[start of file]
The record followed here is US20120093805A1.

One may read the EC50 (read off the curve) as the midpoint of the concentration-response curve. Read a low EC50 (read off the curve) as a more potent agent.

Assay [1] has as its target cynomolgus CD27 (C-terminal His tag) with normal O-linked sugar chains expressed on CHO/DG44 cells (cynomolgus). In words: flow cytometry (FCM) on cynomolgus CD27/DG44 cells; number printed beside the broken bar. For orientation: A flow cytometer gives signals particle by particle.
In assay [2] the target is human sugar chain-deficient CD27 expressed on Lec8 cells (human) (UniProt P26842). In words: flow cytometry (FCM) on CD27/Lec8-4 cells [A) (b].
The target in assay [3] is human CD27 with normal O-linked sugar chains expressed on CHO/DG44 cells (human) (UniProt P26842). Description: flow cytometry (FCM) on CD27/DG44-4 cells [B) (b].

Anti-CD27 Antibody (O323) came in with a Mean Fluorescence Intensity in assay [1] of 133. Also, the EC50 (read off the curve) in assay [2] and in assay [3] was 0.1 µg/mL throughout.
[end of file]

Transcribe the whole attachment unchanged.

The record followed here is US20120093805A1.

One may read the EC50 (read off the curve) as the midpoint of the concentration-response curve. Read a low EC50 (read off the curve) as a more potent agent.

Assay [1] has as its target cynomolgus CD27 (C-terminal His tag) with normal O-linked sugar chains expressed on CHO/DG44 cells (cynomolgus). In words: flow cytometry (FCM) on cynomolgus CD27/DG44 cells; number printed beside the broken bar. For orientation: A flow cytometer gives signals particle by particle.
In assay [2] the target is human sugar chain-deficient CD27 expressed on Lec8 cells (human) (UniProt P26842). In words: flow cytometry (FCM) on CD27/Lec8-4 cells [A) (b].
The target in assay [3] is human CD27 with normal O-linked sugar chains expressed on CHO/DG44 cells (human) (UniProt P26842). Description: flow cytometry (FCM) on CD27/DG44-4 cells [B) (b].

Anti-CD27 Antibody (O323) came in with a Mean Fluorescence Intensity in assay [1] of 133. Also, the EC50 (read off the curve) in assay [2] and in assay [3] was 0.1 µg/mL throughout.